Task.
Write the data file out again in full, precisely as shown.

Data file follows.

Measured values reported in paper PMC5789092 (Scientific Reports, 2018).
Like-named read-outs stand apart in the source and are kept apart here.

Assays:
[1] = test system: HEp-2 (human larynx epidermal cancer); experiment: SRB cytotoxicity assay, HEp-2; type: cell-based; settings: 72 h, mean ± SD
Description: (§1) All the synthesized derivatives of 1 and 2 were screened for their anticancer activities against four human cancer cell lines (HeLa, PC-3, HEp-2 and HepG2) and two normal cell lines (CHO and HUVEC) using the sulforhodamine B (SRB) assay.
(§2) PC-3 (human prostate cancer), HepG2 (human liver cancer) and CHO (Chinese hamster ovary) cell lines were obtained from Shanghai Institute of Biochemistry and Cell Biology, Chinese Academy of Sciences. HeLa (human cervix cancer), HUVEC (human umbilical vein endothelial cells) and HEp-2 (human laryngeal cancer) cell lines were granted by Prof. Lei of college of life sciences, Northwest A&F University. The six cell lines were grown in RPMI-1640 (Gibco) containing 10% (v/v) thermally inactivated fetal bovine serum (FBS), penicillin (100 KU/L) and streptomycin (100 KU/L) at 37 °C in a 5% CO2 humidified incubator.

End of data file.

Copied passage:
Measured values reported in paper PMC5789092 (Scientific Reports, 2018).
Like-named read-outs stand apart in the source and are kept apart here.

Assays:
[1] = test system: HEp-2 (human larynx epidermal cancer); experiment: SRB cytotoxicity assay, HEp-2; type: cell-based; settings: 72 h, mean ± SD
Description: (§1) All the synthesized derivatives of 1 and 2 were screened for their anticancer activities against four human cancer cell lines (HeLa, PC-3, HEp-2 and HepG2) and two normal cell lines (CHO and HUVEC) using the sulforhodamine B (SRB) assay.
(§2) PC-3 (human prostate cancer), HepG2 (human liver cancer) and CHO (Chinese hamster ovary) cell lines were obtained from Shanghai Institute of Biochemistry and Cell Biology, Chinese Academy of Sciences. HeLa (human cervix cancer), HUVEC (human umbilical vein endothelial cells) and HEp-2 (human laryngeal cancer) cell lines were granted by Prof. Lei of college of life sciences, Northwest A&F University. The six cell lines were grown in RPMI-1640 (Gibco) containing 10% (v/v) thermally inactivated fetal bovine serum (FBS), penicillin (100 KU/L) and streptomycin (100 KU/L) at 37 °C in a 5% CO2 humidified incubator.